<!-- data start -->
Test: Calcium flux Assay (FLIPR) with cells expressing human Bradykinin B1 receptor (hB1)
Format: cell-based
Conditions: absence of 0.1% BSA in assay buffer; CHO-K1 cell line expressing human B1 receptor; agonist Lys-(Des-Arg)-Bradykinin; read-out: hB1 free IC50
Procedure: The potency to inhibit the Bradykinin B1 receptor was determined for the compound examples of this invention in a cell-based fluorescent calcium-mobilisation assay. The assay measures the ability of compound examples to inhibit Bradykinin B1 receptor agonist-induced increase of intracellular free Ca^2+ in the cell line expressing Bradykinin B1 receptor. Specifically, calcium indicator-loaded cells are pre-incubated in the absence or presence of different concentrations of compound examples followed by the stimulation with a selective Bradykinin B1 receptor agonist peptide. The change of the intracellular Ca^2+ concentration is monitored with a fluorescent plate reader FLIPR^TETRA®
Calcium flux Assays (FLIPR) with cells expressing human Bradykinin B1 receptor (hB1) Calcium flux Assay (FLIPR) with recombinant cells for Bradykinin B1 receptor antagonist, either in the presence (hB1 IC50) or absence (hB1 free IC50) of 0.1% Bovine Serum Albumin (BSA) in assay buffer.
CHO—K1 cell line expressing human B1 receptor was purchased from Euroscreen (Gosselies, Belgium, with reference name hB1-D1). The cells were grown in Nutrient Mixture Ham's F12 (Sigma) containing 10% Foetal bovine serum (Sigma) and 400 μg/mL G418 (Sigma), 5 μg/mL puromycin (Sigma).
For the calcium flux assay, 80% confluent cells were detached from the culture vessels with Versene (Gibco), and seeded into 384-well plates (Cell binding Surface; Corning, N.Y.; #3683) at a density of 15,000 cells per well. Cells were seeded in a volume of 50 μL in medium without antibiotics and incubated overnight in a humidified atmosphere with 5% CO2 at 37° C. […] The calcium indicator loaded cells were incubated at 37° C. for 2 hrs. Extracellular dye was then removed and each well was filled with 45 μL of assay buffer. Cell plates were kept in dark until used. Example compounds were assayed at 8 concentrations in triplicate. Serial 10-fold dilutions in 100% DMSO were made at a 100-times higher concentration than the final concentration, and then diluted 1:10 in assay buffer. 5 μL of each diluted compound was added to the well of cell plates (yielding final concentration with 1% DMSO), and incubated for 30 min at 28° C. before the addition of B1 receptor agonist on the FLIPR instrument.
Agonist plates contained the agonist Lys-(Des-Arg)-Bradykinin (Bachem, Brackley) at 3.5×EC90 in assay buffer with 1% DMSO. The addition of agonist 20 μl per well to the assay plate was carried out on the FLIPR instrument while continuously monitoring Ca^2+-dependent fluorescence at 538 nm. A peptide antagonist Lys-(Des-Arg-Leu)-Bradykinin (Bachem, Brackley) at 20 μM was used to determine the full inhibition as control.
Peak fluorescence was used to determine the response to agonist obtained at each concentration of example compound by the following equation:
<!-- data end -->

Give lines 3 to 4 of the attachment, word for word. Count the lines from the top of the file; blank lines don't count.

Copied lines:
Conditions: absence of 0.1% BSA in assay buffer; CHO-K1 cell line expressing human B1 receptor; agonist Lys-(Des-Arg)-Bradykinin; read-out: hB1 free IC50
Procedure: The potency to inhibit the Bradykinin B1 receptor was determined for the compound examples of this invention in a cell-based fluorescent calcium-mobilisation assay. The assay measures the ability of compound examples to inhibit Bradykinin B1 receptor agonist-induced increase of intracellular free Ca^2+ in the cell line expressing Bradykinin B1 receptor. Specifically, calcium indicator-loaded cells are pre-incubated in the absence or presence of different concentrations of compound examples followed by the stimulation with a selective Bradykinin B1 receptor agonist peptide. The change of the intracellular Ca^2+ concentration is monitored with a fluorescent plate reader FLIPR^TETRA®